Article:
Jewish World Review Jan 13, 2004 / 19 Teves, 5764
John H. Fund
Rage of a Relic: Paul O'Neill is angry that the world has passed him by.
I once had dinner with Paul O'Neill, the
former Treasury secretary who is now
making headlines with a scathing
portrayal of his days in the Bush
administration prior to his firing in
December 2002. Bush critics will hail Mr.
O'Neill as a truth-teller, White House
aides are already calling him a
back-stabber. In fact, Mr. O'Neill is a
relic. The man I broke bread with was
clearly a product of the Nixon and Ford
administrations, in which he had served,
and simply hadn't adapted to the
post-Reagan Republican Party.
Mr. O'Neill came into the Bush
administration on the recommendation of
three old friends from the Ford years:
Dick Cheney, Alan Greenspan and Donald
Rumsfeld. Mr. O'Neill, a moderate
Republican, quickly discovered that his
friends had changed in the intervening
quarter century. He got little sympathy
when he sought them out to express his
dissatisfaction with the conservative tilt
of the Bush administration. "The biggest
difference between then and now," Mr.
O'Neill told reporter Ron Suskind, "is that
our group was mostly about evidence
and analysis, and Karl [Rove], Dick
[Cheney], Karen [Hughes] and the gang
seemed to be mostly about politics. It's a
This analysis reveals either Mr. O'Neill's
naiveté or poor memory. Richard Nixon's
was one of the most cold-bloodedly
political administrations in American
history, imposing wage and price controls
despite overwhelming economic evidence
that they would harm the economy and trundling Henry Kissinger before TV cameras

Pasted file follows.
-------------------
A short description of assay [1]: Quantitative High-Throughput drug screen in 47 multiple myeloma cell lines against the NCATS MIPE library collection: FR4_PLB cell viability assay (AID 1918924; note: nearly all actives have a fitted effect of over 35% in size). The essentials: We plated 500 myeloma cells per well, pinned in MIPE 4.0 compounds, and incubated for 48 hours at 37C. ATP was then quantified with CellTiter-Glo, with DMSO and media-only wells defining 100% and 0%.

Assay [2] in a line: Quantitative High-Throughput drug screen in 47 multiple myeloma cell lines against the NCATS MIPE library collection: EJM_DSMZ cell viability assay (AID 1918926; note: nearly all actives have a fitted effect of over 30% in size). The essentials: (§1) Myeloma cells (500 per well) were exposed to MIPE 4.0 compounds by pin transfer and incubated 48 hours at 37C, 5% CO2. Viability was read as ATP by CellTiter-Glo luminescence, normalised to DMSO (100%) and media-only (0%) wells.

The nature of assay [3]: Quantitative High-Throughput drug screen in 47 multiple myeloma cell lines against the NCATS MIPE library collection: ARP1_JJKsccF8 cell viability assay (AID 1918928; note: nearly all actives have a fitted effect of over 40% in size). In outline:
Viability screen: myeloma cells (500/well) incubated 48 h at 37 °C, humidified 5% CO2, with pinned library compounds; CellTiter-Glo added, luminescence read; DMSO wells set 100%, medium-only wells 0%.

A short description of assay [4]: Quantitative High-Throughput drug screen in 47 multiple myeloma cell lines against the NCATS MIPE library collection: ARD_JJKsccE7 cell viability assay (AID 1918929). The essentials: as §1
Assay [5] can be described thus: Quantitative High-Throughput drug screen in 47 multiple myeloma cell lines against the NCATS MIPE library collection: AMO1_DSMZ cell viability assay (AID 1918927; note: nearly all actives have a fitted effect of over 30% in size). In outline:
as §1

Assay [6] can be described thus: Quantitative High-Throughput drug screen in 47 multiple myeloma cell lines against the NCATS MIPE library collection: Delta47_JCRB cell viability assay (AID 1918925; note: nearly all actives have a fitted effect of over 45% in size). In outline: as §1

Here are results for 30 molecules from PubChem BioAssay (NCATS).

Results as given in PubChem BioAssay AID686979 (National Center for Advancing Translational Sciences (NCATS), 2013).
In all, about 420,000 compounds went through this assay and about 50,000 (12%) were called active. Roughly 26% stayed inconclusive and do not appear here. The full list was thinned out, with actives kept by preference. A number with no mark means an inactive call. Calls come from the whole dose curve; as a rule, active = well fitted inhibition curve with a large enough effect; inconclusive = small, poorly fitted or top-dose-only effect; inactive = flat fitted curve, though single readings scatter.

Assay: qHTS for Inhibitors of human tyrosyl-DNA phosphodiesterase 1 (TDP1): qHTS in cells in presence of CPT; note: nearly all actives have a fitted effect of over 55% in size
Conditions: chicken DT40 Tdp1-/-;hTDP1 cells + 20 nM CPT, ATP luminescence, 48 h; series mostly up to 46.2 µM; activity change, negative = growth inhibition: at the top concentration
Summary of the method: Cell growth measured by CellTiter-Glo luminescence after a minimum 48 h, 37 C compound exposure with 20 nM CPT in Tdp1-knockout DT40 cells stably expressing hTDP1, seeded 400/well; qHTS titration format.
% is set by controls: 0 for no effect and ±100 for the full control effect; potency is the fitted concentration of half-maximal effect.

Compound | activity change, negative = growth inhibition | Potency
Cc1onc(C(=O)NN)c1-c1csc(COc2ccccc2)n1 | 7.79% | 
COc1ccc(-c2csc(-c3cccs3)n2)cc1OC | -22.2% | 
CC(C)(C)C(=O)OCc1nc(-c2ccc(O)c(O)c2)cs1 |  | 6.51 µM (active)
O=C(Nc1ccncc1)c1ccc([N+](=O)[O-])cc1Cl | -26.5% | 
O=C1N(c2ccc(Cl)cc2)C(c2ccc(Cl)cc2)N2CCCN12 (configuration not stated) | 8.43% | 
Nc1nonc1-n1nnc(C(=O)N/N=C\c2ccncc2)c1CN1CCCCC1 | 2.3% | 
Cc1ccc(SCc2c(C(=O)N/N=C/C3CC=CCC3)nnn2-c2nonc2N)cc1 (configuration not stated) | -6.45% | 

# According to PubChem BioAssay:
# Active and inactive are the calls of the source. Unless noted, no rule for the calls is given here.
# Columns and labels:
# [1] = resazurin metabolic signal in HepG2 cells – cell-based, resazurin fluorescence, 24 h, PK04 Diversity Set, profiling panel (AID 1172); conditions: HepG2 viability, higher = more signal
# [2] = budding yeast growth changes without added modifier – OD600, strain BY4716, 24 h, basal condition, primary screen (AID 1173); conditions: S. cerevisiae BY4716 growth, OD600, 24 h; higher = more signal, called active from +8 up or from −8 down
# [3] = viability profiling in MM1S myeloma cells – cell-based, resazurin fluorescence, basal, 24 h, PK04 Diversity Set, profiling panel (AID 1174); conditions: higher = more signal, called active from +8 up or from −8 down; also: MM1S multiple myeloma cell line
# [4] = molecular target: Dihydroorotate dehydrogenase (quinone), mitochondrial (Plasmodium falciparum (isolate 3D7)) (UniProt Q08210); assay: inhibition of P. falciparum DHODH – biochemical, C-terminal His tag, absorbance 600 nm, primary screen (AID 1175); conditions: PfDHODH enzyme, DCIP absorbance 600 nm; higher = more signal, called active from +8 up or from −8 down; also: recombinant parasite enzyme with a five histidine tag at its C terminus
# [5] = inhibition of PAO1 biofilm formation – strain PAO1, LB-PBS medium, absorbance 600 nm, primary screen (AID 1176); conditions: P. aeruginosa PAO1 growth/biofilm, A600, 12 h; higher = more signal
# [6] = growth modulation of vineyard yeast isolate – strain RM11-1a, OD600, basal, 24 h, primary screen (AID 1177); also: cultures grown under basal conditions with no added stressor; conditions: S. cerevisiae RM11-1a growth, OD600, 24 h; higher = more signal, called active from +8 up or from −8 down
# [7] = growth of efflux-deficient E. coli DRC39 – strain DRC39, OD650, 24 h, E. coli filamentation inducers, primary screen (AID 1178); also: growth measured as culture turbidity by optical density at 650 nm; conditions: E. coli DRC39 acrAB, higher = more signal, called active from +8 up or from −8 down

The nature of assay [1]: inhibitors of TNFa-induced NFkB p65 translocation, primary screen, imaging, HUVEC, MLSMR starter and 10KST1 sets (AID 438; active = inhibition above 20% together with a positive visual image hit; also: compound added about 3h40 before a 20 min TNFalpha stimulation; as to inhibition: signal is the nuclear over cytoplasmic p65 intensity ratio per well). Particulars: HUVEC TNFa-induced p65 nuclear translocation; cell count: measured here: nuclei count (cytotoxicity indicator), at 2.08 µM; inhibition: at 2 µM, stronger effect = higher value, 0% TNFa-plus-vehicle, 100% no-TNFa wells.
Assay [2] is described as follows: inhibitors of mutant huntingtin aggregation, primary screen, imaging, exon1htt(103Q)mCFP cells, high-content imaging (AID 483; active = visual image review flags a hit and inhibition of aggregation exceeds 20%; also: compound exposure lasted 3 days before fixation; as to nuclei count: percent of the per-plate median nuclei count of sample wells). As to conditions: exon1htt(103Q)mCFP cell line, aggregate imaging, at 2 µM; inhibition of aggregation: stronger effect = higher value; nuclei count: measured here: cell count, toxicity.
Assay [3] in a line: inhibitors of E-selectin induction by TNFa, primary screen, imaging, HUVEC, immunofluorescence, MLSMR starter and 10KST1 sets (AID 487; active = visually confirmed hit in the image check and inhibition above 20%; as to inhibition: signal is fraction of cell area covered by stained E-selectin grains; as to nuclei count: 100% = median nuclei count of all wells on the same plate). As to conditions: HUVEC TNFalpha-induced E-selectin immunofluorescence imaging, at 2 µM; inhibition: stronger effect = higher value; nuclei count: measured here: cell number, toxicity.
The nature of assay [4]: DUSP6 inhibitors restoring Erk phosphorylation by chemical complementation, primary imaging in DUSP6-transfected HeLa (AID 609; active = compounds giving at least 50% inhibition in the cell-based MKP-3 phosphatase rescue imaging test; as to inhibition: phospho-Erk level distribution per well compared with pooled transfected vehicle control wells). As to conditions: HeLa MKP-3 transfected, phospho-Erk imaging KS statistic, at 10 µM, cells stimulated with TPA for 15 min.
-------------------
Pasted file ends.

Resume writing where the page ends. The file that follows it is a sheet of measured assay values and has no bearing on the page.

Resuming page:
just before the 1972 election to announce that "peace was at hand" in Vietnam. The
Ford administration adopted gimmicky tax rebates, passed out silly "Whip Inflation Now"
buttons and ruthlessly squashed the insurgent challenge of Ronald Reagan when he
challenged Mr. Ford in the Republican primaries.
Mr. O'Neill was a fish out of water in the Bush administration. Time magazine reports
that he considered himself, Environmental Protection Agency administrator Christine
Todd Whitman and Secretary of State Colin Powell to be "three beleaguered souls . . .
who shared a more nonideological approach [but] were used for window dressing." Mr.
O'Neill tells Mr. Suskind, the author of a new book that tells Mr. O'Neill's side of his tour
at Treasury, that the three moderates "may have been there, in large part, as cover"
for the administration's conservative agenda.
But it wouldn't have taken much for Mr. O'Neill to figure out that on issues his new boss
would more resemble Ronald Reagan than Nixon, Ford or the first George Bush. All he
had to do was pay attention to Mr. Bush's record in Texas and his 2000 campaign.
When Mr. O'Neill accepted the job as Treasury secretary he knew it entailed being a
loyal member of a team, dissenting in private if he disagreed with the president's views.
Instead, Mr. O'Neill early on seemed to become a public spokesman for every cause
except his boss's policies. He questioned the need for a strong dollar, sending the
currency into a nosedive. His tour of Africa with rock star Bono veered into advocacy
for action on AIDS, not exactly a brief of the Treasury Department. He also emerged as
an aggressive advocate of action on global warming. At the first meeting of the
president's cabinet, Mr. O'Neill passed out copies of a speech he gave in 1998 in which
he said that there were two issues that transcend all others: "One is nuclear holocaust.
. . . The second is environmental: specifically, the issue of global climate change and
the potential of global warming."